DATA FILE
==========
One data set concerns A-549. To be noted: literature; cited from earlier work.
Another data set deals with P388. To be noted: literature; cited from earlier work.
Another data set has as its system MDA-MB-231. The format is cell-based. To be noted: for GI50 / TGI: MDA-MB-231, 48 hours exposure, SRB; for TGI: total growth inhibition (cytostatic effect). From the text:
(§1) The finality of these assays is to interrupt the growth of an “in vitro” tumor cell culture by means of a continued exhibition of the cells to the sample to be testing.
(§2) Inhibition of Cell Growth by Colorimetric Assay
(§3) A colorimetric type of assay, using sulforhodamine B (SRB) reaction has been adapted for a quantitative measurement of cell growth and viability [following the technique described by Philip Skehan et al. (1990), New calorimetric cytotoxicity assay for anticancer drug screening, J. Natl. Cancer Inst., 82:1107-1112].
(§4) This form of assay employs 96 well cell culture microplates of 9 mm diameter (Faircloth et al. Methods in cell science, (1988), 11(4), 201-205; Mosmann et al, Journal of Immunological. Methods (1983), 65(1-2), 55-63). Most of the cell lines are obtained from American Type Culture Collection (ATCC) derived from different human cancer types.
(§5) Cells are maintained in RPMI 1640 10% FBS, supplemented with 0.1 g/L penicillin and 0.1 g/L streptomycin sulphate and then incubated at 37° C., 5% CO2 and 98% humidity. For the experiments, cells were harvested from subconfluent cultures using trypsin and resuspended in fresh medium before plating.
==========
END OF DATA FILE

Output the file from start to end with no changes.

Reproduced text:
One data set concerns A-549. To be noted: literature; cited from earlier work.
Another data set deals with P388. To be noted: literature; cited from earlier work.
Another data set has as its system MDA-MB-231. The format is cell-based. To be noted: for GI50 / TGI: MDA-MB-231, 48 hours exposure, SRB; for TGI: total growth inhibition (cytostatic effect). From the text:
(§1) The finality of these assays is to interrupt the growth of an “in vitro” tumor cell culture by means of a continued exhibition of the cells to the sample to be testing.
(§2) Inhibition of Cell Growth by Colorimetric Assay
(§3) A colorimetric type of assay, using sulforhodamine B (SRB) reaction has been adapted for a quantitative measurement of cell growth and viability [following the technique described by Philip Skehan et al. (1990), New calorimetric cytotoxicity assay for anticancer drug screening, J. Natl. Cancer Inst., 82:1107-1112].
(§4) This form of assay employs 96 well cell culture microplates of 9 mm diameter (Faircloth et al. Methods in cell science, (1988), 11(4), 201-205; Mosmann et al, Journal of Immunological. Methods (1983), 65(1-2), 55-63). Most of the cell lines are obtained from American Type Culture Collection (ATCC) derived from different human cancer types.
(§5) Cells are maintained in RPMI 1640 10% FBS, supplemented with 0.1 g/L penicillin and 0.1 g/L streptomycin sulphate and then incubated at 37° C., 5% CO2 and 98% humidity. For the experiments, cells were harvested from subconfluent cultures using trypsin and resuspended in fresh medium before plating.